This is a new site that replaces the former blog of the Flinders University Department of Archaeology. We’ve imported all of the old content and are in the process of checking for errors and building the new site. There are many things to fix….but we are working on it!
We hope to have a formal launch within a few weeks.
It was no surprise to Flinders students to find that two staff members in the Department of Archaeology graduate programs were in the top ten at Flinders in the “Lecturer of the Year” awards. Dr Alice Gorman was ranked first at Flinders, with Associate Professor Heather Burke at eighth position across the entire university.
For the last four years, UniJobs in collaboration with Campus Daily have conducted the poll to find Australia’s best lecturers, as voted by students. This year was the biggest yet, with more than 72 000 votes cast.
“It’s so nice to feel that our students appreciate what we do” said Dr Gorman. “I would like to thank everyone who voted for us – it is a real honour”.
Both Dr Gorman and Dr Burke, as well as Professor Claire Smith, were in the top 50 in the 2007 Lecturer of the Year awards.
“I think this says a lot about the effectiveness of the Graduate Programs in Archaeology and Cultural Heritage Management – we must be doing something right!” Dr Gorman commented.
Peter Christopher talking about Australian Shipwrecks
Where: The Box Factory Community Centre, Adelaide, on Friday 19th November from 6.30 pm.
SUHR’s AGM and Christmas Party (and a sad farewell to Sam Bell and Matt Hanks!)
Where: The Box Factory community Centre on Monday 6th December from 6 pm.
We look forward to seeing everyone at the lecture and AGM!
Drinks and light refreshment will be provided.
For more information contact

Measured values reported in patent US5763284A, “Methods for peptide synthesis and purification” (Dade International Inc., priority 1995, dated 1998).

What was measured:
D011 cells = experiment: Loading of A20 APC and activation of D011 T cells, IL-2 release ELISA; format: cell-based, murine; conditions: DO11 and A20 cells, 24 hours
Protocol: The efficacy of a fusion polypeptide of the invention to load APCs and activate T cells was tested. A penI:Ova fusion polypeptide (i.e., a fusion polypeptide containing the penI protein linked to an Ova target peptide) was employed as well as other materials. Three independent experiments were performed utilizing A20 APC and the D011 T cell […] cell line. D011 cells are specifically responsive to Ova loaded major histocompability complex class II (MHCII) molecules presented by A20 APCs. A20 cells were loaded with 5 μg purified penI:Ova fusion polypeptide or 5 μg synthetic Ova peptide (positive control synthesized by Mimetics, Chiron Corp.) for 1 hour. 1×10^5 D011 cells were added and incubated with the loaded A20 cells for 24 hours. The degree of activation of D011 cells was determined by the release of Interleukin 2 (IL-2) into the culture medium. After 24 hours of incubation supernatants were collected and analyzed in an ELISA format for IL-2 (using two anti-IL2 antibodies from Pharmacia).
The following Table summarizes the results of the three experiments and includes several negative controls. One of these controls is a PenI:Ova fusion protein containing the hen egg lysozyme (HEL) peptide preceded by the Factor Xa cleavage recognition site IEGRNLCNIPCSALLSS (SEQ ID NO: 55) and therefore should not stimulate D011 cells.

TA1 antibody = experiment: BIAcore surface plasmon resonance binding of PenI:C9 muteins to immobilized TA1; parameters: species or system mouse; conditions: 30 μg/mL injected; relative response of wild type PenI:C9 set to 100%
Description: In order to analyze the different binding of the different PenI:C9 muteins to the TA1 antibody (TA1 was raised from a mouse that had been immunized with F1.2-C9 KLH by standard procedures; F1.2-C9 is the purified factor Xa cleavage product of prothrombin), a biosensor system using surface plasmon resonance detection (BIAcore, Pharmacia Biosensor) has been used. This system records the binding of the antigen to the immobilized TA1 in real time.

Snap … Snap … Snap
Wow – All you guys sure have been busy!
A great range of archaeological shots were emailed into our Departmental Photographic Scale Competition and wow – we were very impressed!
It’s great to see that our international field schools excite you all and that your photos show this!
So, it makes sense that most of the photos sent in came from recent Flinders Archaeology field schools and field work – like; ARCH8516 Advanced Field School to Chile, the ARCH3306/ARCH8306 Burra Field School and the ARCH8109B Advanced Maritime Practicum in Saipan.
Great to also see that some shots came in from a few consulting archaeologists.
But with every competition, there always has to be a winner. So … congratulations go to Elizabeth Hartnell.
Her winning shot was taken whilst in the field at Plumbago Station, northern South Australia.
Just remember, when taking an archaeological photo you should:
– Keep the feature in focus.
– Keep the scale in focus when taking close ups.
– When using a photographic scale, ensure that the whole scale is within the frame.
– Keep the horizon level.
– Use a clean and tidy photographic scale.
– Preserve the site … don’t stick or poke your scale and/or camera just anywhere!
Keep snapping away and if you have any questions about artefact and site photography, come in and see the Archaeology Technical Officers (SSS143).
|John Hayward: the crowning moment.
On Monday 25th October, Heidi Pitman and John Hayward had the usual run of printing problems, lack of sleep and stress to get their honours theses to the department on time. John’s thesis was an analysis of the concept of the “toolkit” in Australian lithics, using collections in the South Australian Museum, while Heidi investigated the use of spinifex resin through ethnography and museum collections. Congratulations to both of them! Expect to see their abstracts in Australian Archaeology soon, and when examination is complete, the theses will be available on the Flinders University Department of Archaeology website.